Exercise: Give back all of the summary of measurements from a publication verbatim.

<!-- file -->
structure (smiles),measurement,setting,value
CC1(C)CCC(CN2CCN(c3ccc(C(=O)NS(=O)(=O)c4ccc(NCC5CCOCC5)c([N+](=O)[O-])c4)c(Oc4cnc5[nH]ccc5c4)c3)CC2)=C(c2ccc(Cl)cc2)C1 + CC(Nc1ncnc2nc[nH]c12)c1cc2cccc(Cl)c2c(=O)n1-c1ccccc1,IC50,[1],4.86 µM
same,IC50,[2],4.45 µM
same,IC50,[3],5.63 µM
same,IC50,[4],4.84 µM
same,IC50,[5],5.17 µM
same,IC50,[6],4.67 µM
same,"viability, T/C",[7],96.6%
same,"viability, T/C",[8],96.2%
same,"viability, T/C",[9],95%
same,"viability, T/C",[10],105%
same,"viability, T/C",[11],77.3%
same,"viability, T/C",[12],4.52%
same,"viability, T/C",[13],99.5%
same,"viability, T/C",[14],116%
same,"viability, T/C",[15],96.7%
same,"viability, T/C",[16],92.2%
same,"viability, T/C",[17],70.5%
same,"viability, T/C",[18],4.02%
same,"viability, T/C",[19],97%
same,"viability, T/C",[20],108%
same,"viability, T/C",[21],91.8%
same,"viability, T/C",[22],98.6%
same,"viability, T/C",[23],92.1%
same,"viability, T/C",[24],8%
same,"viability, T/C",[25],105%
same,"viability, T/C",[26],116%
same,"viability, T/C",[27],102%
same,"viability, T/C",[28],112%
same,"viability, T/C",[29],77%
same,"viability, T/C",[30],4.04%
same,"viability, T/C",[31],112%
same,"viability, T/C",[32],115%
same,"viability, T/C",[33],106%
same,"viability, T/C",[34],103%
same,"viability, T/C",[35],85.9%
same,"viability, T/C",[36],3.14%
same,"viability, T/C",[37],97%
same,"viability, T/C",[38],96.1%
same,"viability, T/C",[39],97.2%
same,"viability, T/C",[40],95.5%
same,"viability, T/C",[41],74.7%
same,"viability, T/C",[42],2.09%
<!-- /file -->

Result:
structure (smiles),measurement,setting,value
CC1(C)CCC(CN2CCN(c3ccc(C(=O)NS(=O)(=O)c4ccc(NCC5CCOCC5)c([N+](=O)[O-])c4)c(Oc4cnc5[nH]ccc5c4)c3)CC2)=C(c2ccc(Cl)cc2)C1 + CC(Nc1ncnc2nc[nH]c12)c1cc2cccc(Cl)c2c(=O)n1-c1ccccc1,IC50,[1],4.86 µM
same,IC50,[2],4.45 µM
same,IC50,[3],5.63 µM
same,IC50,[4],4.84 µM
same,IC50,[5],5.17 µM
same,IC50,[6],4.67 µM
same,"viability, T/C",[7],96.6%
same,"viability, T/C",[8],96.2%
same,"viability, T/C",[9],95%
same,"viability, T/C",[10],105%
same,"viability, T/C",[11],77.3%
same,"viability, T/C",[12],4.52%
same,"viability, T/C",[13],99.5%
same,"viability, T/C",[14],116%
same,"viability, T/C",[15],96.7%
same,"viability, T/C",[16],92.2%
same,"viability, T/C",[17],70.5%
same,"viability, T/C",[18],4.02%
same,"viability, T/C",[19],97%
same,"viability, T/C",[20],108%
same,"viability, T/C",[21],91.8%
same,"viability, T/C",[22],98.6%
same,"viability, T/C",[23],92.1%
same,"viability, T/C",[24],8%
same,"viability, T/C",[25],105%
same,"viability, T/C",[26],116%
same,"viability, T/C",[27],102%
same,"viability, T/C",[28],112%
same,"viability, T/C",[29],77%
same,"viability, T/C",[30],4.04%
same,"viability, T/C",[31],112%
same,"viability, T/C",[32],115%
same,"viability, T/C",[33],106%
same,"viability, T/C",[34],103%
same,"viability, T/C",[35],85.9%
same,"viability, T/C",[36],3.14%
same,"viability, T/C",[37],97%
same,"viability, T/C",[38],96.1%
same,"viability, T/C",[39],97.2%
same,"viability, T/C",[40],95.5%
same,"viability, T/C",[41],74.7%
same,"viability, T/C",[42],2.09%